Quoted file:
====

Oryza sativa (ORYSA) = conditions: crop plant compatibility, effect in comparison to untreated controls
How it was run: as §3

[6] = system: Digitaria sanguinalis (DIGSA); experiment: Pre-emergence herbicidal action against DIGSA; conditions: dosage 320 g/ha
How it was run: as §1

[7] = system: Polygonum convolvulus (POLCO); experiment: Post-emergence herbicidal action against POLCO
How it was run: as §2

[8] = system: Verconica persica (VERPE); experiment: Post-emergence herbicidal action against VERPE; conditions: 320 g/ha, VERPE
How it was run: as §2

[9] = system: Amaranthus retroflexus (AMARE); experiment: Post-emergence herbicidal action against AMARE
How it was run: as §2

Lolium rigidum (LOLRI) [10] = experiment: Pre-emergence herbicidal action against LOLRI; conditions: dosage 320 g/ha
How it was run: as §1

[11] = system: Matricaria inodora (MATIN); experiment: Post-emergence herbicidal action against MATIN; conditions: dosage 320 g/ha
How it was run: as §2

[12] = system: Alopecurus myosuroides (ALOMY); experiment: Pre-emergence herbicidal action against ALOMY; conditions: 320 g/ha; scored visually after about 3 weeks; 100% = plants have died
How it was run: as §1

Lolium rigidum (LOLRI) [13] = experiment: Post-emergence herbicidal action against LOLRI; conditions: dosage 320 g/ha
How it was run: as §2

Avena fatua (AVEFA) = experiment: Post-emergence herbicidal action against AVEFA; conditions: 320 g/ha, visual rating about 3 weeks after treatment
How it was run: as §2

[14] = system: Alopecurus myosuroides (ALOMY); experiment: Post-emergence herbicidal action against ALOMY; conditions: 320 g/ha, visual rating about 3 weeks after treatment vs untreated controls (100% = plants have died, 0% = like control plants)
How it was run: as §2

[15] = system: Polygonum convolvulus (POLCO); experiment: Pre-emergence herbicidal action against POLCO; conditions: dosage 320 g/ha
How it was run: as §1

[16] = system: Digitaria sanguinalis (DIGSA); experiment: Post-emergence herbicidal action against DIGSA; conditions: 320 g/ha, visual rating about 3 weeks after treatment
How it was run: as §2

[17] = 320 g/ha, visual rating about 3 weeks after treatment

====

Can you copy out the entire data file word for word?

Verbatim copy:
Oryza sativa (ORYSA) = conditions: crop plant compatibility, effect in comparison to untreated controls
How it was run: as §3

[6] = system: Digitaria sanguinalis (DIGSA); experiment: Pre-emergence herbicidal action against DIGSA; conditions: dosage 320 g/ha
How it was run: as §1

[7] = system: Polygonum convolvulus (POLCO); experiment: Post-emergence herbicidal action against POLCO
How it was run: as §2

[8] = system: Verconica persica (VERPE); experiment: Post-emergence herbicidal action against VERPE; conditions: 320 g/ha, VERPE
How it was run: as §2

[9] = system: Amaranthus retroflexus (AMARE); experiment: Post-emergence herbicidal action against AMARE
How it was run: as §2

Lolium rigidum (LOLRI) [10] = experiment: Pre-emergence herbicidal action against LOLRI; conditions: dosage 320 g/ha
How it was run: as §1

[11] = system: Matricaria inodora (MATIN); experiment: Post-emergence herbicidal action against MATIN; conditions: dosage 320 g/ha
How it was run: as §2

[12] = system: Alopecurus myosuroides (ALOMY); experiment: Pre-emergence herbicidal action against ALOMY; conditions: 320 g/ha; scored visually after about 3 weeks; 100% = plants have died
How it was run: as §1

Lolium rigidum (LOLRI) [13] = experiment: Post-emergence herbicidal action against LOLRI; conditions: dosage 320 g/ha
How it was run: as §2

Avena fatua (AVEFA) = experiment: Post-emergence herbicidal action against AVEFA; conditions: 320 g/ha, visual rating about 3 weeks after treatment
How it was run: as §2

[14] = system: Alopecurus myosuroides (ALOMY); experiment: Post-emergence herbicidal action against ALOMY; conditions: 320 g/ha, visual rating about 3 weeks after treatment vs untreated controls (100% = plants have died, 0% = like control plants)
How it was run: as §2

[15] = system: Polygonum convolvulus (POLCO); experiment: Pre-emergence herbicidal action against POLCO; conditions: dosage 320 g/ha
How it was run: as §1

[16] = system: Digitaria sanguinalis (DIGSA); experiment: Post-emergence herbicidal action against DIGSA; conditions: 320 g/ha, visual rating about 3 weeks after treatment
How it was run: as §2

[17] = 320 g/ha, visual rating about 3 weeks after treatment